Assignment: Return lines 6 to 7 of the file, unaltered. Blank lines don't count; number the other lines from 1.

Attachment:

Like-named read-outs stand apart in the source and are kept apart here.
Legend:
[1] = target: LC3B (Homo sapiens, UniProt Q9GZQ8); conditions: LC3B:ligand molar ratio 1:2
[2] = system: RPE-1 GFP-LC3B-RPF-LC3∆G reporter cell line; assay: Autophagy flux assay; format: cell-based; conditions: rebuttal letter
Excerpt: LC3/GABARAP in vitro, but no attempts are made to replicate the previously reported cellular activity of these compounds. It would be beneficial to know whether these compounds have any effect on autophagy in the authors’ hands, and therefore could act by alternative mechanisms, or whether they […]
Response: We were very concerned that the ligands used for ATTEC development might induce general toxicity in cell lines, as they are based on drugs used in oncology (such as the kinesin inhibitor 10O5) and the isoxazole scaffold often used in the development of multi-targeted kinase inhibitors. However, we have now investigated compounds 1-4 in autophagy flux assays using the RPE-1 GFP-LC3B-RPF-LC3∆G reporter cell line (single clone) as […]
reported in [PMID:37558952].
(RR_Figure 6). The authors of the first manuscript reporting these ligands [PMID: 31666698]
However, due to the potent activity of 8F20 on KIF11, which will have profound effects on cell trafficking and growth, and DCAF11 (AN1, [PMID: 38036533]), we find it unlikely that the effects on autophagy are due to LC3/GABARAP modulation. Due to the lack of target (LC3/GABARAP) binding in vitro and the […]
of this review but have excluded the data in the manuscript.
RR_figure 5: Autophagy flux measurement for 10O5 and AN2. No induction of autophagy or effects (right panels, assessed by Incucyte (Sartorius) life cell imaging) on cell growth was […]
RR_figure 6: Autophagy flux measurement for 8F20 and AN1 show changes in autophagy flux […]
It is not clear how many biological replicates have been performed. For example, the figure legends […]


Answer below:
Response: We were very concerned that the ligands used for ATTEC development might induce general toxicity in cell lines, as they are based on drugs used in oncology (such as the kinesin inhibitor 10O5) and the isoxazole scaffold often used in the development of multi-targeted kinase inhibitors. However, we have now investigated compounds 1-4 in autophagy flux assays using the RPE-1 GFP-LC3B-RPF-LC3∆G reporter cell line (single clone) as […]
reported in [PMID:37558952].